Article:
San Diego Padres: Why Their Pitching Rotation Will Deliver Success in 2013

Chris HaddadContributor IIJune 24, 2012

San Diego Padres: Why Their Pitching Rotation Will Deliver Success in 2013

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    The San Diego Padres have acquired promising talent for both their minor league and Major League Baseball teams.

    Homegrown talent like Keyvius Sampson offer definitive promise for the future, while trade rewards like Edinson Volquez, Clayton Richard, Casey Kelly, Joe Wieland and Robbie Erlin have the potential to create one of the top pitching rotations in the National League in 2013.

    To top everything off, the Padres signed a television deal with Fox Sports in 2012 that can bring the club over $1 billion in revenue over the next 20 years. It is clear that the organization is headed for prominence in the very near future.

No. 6: Current Depth Chart, RHP Edinson Volquez and LHP Clayton Richard

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    Edinson Volquez and Clayton Richard will anchor the 2013 Padres rotation. 'Anchor' meaning that Volquez should be the ace ('should' being the operative word - if he ever figures out his arsenal) and Richard be the caboose.

    In following slides, the 2-3-4 starters will be addressed and all have higher ceilings and better arsenals than Richard, who is mostly a product of his environment. Taking a look at the MLB landscape, it is easy to see which pitchers are overachieving—many of whom are pitching in the National League West.

No. 5: The K Machine, RHP Keyvius Sampson

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    A 2009 fourth-round draft pick, Keyvius Sampson has a wicked arsenal and has dominated the low minors.

    Still just 21 and pitching in the notoriously strong hitter's league, the Texas League (Double A), Sampson will need at least half of 2013 in the minors to work on his control but could be a late-season or injury call-up for San Diego.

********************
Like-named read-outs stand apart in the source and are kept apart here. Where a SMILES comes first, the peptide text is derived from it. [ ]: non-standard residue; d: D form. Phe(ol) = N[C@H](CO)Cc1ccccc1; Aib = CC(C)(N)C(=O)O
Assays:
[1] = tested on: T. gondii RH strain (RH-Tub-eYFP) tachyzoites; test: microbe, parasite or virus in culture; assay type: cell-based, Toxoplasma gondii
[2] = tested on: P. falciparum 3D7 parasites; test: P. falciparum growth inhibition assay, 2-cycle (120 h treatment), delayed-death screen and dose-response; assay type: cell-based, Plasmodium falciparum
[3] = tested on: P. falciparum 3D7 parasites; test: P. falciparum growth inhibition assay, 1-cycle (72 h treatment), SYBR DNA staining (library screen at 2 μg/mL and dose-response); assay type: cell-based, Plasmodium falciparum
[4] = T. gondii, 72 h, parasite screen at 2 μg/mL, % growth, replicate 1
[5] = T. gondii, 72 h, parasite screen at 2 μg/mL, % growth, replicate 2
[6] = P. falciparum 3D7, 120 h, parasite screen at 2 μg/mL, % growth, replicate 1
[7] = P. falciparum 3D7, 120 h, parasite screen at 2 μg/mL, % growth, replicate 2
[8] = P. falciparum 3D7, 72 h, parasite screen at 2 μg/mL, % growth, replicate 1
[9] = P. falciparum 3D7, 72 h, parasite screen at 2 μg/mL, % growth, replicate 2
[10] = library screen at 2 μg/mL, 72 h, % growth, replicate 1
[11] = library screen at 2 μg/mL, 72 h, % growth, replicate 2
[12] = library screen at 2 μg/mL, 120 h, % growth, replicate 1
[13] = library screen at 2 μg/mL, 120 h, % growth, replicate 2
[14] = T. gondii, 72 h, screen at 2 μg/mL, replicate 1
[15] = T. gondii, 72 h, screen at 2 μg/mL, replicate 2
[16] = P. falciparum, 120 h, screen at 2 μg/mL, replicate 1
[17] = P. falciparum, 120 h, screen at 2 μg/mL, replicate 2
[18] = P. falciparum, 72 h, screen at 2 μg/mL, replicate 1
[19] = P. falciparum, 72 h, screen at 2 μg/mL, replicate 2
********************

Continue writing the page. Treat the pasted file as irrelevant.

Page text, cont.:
Most likely he takes the mound in Petco in 2014, but if he slaughters Double or Triple-A next year, then the Padres would be hard-pressed to keep him in the minors. It would be a nice problem to have.

No. 4: The Hype Machine, RHP Casey Kelly

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    Poor Casey Kelly.

    A first-round selection by the Boston Red Sox in 2008, Kelly was traded to the San Diego Padres prior to the 2010 season (along with fellow prospects Reymond Fuentes and Anthony Rizzo) for the Padres' All-Star first baseman and San Diego fan favorite, Adrian Gonzalez.

    Clearly, there has been a lot of pressure on the kid as he's tried to succeed as a professional. A converted shortstop, Kelly has matured slowly in the minors, dealing with bouts of inconsistency.

    He possesses a deep bag of devastatingly good pitches, though his control is sometimes not sharp. If he finishes the second half of 2012 on a strong note, either in Triple-A or up with the big club, then he has an excellent chance of breaking camp in 2013 with San Diego.

No. 3: The Future in the Present, RHP Joe Wieland

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    22-year-old Joe Wieland moved so quickly through the Texas Rangers' farm system that he only needed seven innings in Triple-A Tucson in 2012 to convince the Padres to promote him to San Diego.

    Before getting hurt in May, Wieland had shown some of the positive traits that he displayed in the minors (strong K:BB ratio, low batting average against, low WHIP, excellent K/9) but predictably he did make costly mistakes on which MLB hitters capitalized (1.63 HR/9, which explains why his 4.08 xFIP was so much lower than his 4.76 FIP).

    Cutting down on his home runs and continuing his blazing development will make Wieland one of the leaders of an exceptional pitching staff in 2013 and beyond.

No. 2: Cliff Lee Redux, LHP Robbie Erlin

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    Robbie Erlin is a master craftsman; his tool of choice, a baseball.

    In 300 career minor league innings, the 21-year-old Erlin has surgically carved out a 7.6 strikeout-to-walk ratio (10.0 K/9 and 1.3 BB/9) with a 1.00 WHIP and a 2.61 ERA.

    More impressively, his fastball only works in the 88-90 mph range but with advanced deception skills. Clearly, Erlin has a high ceiling at the Major League level and the potential to headline a dynamic cast of young studs for many years to come.

No. 1: Fox Sports TV Deal, $1.2 Billion over 20 Years

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    The new San Diego Padres TV deal with Fox Sports opens many doors not previously afforded to the team.

    It is worth up to $1.2 billion over 20 years and provides immediate cash benefit to a club who entered the 2012 season with the lowest MLB payroll.

    The new Fox TV deal allows the team to be more aggressive in free agency and construct a roster whose strengths play well to Petco Park and the other cavernous stadiums in the National League West.